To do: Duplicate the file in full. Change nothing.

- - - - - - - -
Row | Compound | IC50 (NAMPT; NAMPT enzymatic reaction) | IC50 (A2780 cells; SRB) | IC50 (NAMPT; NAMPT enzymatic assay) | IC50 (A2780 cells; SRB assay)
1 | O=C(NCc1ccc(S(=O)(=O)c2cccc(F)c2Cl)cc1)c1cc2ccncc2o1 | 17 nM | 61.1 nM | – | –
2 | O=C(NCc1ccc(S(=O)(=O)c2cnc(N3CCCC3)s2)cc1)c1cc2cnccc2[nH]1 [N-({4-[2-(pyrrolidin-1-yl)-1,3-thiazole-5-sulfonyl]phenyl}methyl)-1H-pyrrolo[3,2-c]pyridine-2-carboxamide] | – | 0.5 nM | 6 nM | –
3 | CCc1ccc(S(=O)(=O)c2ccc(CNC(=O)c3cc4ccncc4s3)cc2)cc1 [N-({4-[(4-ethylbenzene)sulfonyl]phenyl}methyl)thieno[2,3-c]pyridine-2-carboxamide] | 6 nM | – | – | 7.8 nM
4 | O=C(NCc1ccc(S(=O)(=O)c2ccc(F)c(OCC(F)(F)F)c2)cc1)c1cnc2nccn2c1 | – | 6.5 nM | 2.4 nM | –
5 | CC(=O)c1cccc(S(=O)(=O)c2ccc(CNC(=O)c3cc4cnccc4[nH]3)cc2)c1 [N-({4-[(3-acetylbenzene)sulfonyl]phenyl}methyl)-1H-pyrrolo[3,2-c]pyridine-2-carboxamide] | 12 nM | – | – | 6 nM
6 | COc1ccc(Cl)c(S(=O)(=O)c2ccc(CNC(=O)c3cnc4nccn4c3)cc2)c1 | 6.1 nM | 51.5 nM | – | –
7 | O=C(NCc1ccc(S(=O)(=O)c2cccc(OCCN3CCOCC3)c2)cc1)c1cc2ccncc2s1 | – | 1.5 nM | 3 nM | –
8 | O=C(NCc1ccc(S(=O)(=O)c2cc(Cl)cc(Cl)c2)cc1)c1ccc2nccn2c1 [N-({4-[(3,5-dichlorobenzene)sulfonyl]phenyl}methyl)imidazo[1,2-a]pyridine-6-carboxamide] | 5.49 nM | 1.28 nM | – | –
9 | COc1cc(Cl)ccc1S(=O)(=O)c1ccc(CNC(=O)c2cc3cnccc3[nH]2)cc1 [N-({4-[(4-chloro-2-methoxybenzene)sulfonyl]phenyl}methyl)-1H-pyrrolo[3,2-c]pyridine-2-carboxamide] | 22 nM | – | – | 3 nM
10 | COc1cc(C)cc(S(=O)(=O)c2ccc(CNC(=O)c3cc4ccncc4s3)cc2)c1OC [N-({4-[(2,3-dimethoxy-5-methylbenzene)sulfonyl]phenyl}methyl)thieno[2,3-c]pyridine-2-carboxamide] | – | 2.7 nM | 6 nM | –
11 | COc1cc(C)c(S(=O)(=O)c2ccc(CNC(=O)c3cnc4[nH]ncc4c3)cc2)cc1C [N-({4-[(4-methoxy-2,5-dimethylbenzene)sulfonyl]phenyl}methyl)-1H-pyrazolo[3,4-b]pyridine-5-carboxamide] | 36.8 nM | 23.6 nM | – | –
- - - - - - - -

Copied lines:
Row | Compound | IC50 (NAMPT; NAMPT enzymatic reaction) | IC50 (A2780 cells; SRB) | IC50 (NAMPT; NAMPT enzymatic assay) | IC50 (A2780 cells; SRB assay)
1 | O=C(NCc1ccc(S(=O)(=O)c2cccc(F)c2Cl)cc1)c1cc2ccncc2o1 | 17 nM | 61.1 nM | – | –
2 | O=C(NCc1ccc(S(=O)(=O)c2cnc(N3CCCC3)s2)cc1)c1cc2cnccc2[nH]1 [N-({4-[2-(pyrrolidin-1-yl)-1,3-thiazole-5-sulfonyl]phenyl}methyl)-1H-pyrrolo[3,2-c]pyridine-2-carboxamide] | – | 0.5 nM | 6 nM | –
3 | CCc1ccc(S(=O)(=O)c2ccc(CNC(=O)c3cc4ccncc4s3)cc2)cc1 [N-({4-[(4-ethylbenzene)sulfonyl]phenyl}methyl)thieno[2,3-c]pyridine-2-carboxamide] | 6 nM | – | – | 7.8 nM
4 | O=C(NCc1ccc(S(=O)(=O)c2ccc(F)c(OCC(F)(F)F)c2)cc1)c1cnc2nccn2c1 | – | 6.5 nM | 2.4 nM | –
5 | CC(=O)c1cccc(S(=O)(=O)c2ccc(CNC(=O)c3cc4cnccc4[nH]3)cc2)c1 [N-({4-[(3-acetylbenzene)sulfonyl]phenyl}methyl)-1H-pyrrolo[3,2-c]pyridine-2-carboxamide] | 12 nM | – | – | 6 nM
6 | COc1ccc(Cl)c(S(=O)(=O)c2ccc(CNC(=O)c3cnc4nccn4c3)cc2)c1 | 6.1 nM | 51.5 nM | – | –
7 | O=C(NCc1ccc(S(=O)(=O)c2cccc(OCCN3CCOCC3)c2)cc1)c1cc2ccncc2s1 | – | 1.5 nM | 3 nM | –
8 | O=C(NCc1ccc(S(=O)(=O)c2cc(Cl)cc(Cl)c2)cc1)c1ccc2nccn2c1 [N-({4-[(3,5-dichlorobenzene)sulfonyl]phenyl}methyl)imidazo[1,2-a]pyridine-6-carboxamide] | 5.49 nM | 1.28 nM | – | –
9 | COc1cc(Cl)ccc1S(=O)(=O)c1ccc(CNC(=O)c2cc3cnccc3[nH]2)cc1 [N-({4-[(4-chloro-2-methoxybenzene)sulfonyl]phenyl}methyl)-1H-pyrrolo[3,2-c]pyridine-2-carboxamide] | 22 nM | – | – | 3 nM
10 | COc1cc(C)cc(S(=O)(=O)c2ccc(CNC(=O)c3cc4ccncc4s3)cc2)c1OC [N-({4-[(2,3-dimethoxy-5-methylbenzene)sulfonyl]phenyl}methyl)thieno[2,3-c]pyridine-2-carboxamide] | – | 2.7 nM | 6 nM | –
11 | COc1cc(C)c(S(=O)(=O)c2ccc(CNC(=O)c3cnc4[nH]ncc4c3)cc2)cc1C [N-({4-[(4-methoxy-2,5-dimethylbenzene)sulfonyl]phenyl}methyl)-1H-pyrazolo[3,4-b]pyridine-5-carboxamide] | 36.8 nM | 23.6 nM | – | –